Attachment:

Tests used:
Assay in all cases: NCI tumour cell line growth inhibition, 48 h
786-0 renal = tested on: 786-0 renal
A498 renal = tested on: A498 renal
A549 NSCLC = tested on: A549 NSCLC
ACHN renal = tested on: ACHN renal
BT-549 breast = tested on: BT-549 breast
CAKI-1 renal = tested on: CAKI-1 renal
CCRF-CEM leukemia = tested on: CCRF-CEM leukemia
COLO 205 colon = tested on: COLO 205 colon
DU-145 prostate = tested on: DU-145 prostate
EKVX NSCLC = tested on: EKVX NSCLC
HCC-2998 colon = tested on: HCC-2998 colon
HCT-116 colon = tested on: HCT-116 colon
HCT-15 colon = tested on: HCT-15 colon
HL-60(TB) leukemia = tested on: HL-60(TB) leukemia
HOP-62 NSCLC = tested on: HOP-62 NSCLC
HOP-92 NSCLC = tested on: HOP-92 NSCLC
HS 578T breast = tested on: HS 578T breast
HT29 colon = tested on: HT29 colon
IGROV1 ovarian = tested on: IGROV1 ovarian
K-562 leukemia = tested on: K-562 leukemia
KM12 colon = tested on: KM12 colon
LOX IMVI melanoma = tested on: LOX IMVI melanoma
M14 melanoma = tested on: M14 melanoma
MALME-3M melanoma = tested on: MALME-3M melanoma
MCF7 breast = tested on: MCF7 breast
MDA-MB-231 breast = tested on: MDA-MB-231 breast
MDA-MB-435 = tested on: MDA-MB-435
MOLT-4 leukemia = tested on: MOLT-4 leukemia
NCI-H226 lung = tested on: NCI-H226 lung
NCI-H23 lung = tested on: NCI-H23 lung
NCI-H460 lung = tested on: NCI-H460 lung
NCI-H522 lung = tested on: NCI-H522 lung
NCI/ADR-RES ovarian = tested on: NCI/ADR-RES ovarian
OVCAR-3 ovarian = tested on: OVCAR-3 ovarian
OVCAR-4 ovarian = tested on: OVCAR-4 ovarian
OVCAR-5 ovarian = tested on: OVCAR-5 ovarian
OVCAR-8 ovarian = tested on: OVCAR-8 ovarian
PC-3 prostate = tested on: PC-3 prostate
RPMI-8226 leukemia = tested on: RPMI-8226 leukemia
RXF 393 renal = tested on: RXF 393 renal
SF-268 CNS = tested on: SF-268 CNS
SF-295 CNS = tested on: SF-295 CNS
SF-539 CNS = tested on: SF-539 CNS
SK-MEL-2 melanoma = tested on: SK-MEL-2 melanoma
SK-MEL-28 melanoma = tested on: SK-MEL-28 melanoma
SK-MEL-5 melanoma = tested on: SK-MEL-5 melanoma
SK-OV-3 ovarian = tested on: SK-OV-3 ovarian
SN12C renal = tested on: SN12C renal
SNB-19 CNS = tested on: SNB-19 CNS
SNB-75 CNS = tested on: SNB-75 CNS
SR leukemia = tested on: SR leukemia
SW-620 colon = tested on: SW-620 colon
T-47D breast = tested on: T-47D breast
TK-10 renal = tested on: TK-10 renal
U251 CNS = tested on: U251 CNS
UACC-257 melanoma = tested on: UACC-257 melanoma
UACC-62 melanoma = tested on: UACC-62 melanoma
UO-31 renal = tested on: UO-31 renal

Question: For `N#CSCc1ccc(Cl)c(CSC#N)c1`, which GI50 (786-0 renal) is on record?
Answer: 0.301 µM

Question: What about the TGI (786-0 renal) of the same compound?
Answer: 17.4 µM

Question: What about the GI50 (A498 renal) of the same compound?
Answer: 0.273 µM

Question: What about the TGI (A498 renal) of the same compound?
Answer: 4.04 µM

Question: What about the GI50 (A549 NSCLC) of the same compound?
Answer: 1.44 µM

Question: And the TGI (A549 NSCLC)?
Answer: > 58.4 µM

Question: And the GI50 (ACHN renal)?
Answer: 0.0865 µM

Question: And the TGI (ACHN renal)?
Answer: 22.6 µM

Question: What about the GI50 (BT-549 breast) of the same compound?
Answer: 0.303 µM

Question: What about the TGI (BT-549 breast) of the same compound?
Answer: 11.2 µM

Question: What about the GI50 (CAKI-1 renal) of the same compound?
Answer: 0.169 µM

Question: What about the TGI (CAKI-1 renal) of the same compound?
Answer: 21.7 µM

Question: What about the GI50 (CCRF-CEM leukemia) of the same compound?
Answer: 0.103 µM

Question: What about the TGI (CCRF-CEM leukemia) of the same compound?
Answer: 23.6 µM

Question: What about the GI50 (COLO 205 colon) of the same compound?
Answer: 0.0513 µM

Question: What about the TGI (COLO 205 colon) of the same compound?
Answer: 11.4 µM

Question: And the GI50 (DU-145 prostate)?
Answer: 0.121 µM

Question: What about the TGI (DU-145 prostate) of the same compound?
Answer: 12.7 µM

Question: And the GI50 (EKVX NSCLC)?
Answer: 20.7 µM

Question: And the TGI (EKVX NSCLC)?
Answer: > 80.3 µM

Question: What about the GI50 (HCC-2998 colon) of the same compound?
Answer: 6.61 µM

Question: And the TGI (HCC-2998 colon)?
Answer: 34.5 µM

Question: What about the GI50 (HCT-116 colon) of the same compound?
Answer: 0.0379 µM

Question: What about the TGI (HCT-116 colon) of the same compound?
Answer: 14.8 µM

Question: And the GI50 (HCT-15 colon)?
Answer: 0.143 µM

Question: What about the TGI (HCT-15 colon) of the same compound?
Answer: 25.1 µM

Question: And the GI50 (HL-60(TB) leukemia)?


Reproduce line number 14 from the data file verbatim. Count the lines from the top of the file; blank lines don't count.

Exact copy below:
HCT-116 colon = tested on: HCT-116 colon